Residence nil rate band ― main provisions

By Tolley
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The following Trusts and Inheritance Tax guidance note by Tolley provides comprehensive and up to date tax information covering:

  • Residence nil rate band ― main provisions
  • What is the residence nil rate band (RNRB)?
  • Calculation of the amount of the relief
  • Tapering provisions
  • Qualifying residences
  • Inherited and closely inherited
  • Downsizing
  • Practical considerations and planning points
  • Making a claim

This document discusses the calculation of the amount, tapering provisions, and qualifying residences. It also covers planning points and how to make a claim.

 

What is the residence nil rate band (RNRB)?

The RNRB is an addition to the basic nil rate band (NRB), which further reduces the inheritance tax payable on death. It differs from the basic NRB in that it is applied only to the death estate and not to lifetime gifts within seven years of death.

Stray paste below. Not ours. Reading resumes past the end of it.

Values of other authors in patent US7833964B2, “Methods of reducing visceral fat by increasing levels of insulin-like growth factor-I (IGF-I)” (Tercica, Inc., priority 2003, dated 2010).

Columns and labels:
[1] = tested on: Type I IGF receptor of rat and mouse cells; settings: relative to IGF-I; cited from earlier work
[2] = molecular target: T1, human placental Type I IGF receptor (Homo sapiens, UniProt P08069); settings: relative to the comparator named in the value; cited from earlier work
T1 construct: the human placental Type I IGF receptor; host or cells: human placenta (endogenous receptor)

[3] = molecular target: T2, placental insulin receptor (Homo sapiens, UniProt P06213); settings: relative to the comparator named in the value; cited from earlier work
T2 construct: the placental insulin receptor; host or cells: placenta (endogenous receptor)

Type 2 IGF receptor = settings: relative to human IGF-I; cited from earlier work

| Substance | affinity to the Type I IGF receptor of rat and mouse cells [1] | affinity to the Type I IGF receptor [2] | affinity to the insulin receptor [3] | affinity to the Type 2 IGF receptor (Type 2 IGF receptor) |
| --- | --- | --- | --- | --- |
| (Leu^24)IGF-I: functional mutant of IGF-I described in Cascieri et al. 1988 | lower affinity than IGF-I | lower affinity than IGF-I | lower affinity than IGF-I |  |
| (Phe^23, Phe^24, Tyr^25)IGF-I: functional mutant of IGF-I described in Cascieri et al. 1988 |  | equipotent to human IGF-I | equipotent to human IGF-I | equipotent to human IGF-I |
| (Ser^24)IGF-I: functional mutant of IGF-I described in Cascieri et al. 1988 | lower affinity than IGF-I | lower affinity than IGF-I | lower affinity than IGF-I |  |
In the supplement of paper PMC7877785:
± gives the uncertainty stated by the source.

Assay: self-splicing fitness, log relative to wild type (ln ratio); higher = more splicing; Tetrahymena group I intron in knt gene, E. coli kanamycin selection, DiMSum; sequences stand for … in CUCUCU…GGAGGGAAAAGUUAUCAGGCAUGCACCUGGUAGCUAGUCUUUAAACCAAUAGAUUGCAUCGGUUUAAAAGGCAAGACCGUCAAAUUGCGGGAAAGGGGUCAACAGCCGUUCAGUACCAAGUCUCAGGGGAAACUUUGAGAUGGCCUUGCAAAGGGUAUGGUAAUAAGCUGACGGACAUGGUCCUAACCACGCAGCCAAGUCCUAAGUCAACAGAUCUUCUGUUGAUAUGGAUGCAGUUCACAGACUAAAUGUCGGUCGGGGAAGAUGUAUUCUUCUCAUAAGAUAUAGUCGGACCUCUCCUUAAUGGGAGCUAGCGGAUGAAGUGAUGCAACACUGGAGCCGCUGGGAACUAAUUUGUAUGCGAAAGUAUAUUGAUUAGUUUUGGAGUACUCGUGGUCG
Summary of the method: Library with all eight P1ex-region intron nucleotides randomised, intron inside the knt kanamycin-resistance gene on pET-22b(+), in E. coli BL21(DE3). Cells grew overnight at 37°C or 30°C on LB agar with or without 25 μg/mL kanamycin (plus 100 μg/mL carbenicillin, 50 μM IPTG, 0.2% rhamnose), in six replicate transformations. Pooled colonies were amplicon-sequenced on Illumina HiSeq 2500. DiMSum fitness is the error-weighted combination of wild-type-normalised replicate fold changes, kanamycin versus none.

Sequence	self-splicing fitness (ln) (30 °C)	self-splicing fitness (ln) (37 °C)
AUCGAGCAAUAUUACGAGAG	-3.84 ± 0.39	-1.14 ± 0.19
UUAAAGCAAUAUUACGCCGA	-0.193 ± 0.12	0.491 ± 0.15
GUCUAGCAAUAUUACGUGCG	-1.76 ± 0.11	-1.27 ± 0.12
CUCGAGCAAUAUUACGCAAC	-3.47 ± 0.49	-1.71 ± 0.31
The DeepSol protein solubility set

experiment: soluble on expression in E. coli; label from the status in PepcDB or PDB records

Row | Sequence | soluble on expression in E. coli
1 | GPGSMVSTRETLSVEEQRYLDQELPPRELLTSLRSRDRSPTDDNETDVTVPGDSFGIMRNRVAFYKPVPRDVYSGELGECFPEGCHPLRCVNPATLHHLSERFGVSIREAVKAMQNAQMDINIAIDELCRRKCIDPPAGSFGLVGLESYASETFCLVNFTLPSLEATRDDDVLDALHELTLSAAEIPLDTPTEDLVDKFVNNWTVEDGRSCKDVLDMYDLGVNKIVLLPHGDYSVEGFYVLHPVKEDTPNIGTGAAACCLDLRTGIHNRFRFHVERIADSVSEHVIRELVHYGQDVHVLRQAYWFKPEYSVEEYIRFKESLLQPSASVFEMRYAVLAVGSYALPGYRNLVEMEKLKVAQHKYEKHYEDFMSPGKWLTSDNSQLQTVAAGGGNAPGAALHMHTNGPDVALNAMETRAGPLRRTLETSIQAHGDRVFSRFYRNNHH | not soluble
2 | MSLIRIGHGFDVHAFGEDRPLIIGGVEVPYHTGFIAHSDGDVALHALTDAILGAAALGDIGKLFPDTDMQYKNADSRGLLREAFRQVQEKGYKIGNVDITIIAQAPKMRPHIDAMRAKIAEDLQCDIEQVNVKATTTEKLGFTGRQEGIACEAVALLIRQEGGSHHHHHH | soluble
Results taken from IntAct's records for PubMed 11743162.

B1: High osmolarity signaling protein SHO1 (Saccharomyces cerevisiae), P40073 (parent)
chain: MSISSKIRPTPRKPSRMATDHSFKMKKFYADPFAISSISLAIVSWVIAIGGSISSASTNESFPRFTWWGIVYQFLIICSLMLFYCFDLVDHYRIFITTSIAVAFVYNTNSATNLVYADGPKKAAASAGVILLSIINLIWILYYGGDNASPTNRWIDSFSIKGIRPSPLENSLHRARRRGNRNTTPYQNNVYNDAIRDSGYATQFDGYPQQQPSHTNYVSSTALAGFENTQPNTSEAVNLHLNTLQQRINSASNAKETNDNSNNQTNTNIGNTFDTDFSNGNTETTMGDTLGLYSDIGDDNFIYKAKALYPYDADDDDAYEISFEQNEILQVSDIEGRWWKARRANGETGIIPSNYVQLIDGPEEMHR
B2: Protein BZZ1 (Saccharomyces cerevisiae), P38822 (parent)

The enhanced allowance is dependent on:

  • the value of residential property in the estate, and
  • the inheritance of lineal descendants

The RNRB was introduced in Finance Act 2015, with further refinements added by Finance Act 2016. It took effect from 6 April 2017. The detailed legislation is to be found in amendments to IHTA 1984. Much of the commentary on the provisions has focused on the mind-boggling complexity of the legislation which, to a large extent, is the result of the specific political target of the additional relief. The stated aim of the allowance was to make it easier to pass on the family home to children and grandchildren without the burden of inheritance tax. It follows a conservative election promise in April 2015 to “take the family home out of inheritance tax so you can pass something on to your children”.

IHTA 1984, ss 8D–8M

The RNRB is progressively withdrawn for individual estates valued at more than £2 million so the relief is aimed squarely at the moderately wealthy, who hold a large proportion of their wealth in their home, and will not benefit the very rich.

Calculation of the amount of the relief

The RNRB provisions apply a nil rate of tax to a portion of the chargeable transfer on death. It is applied before the basic NRB. This additional amount, termed the ‘default allowance’, is made up

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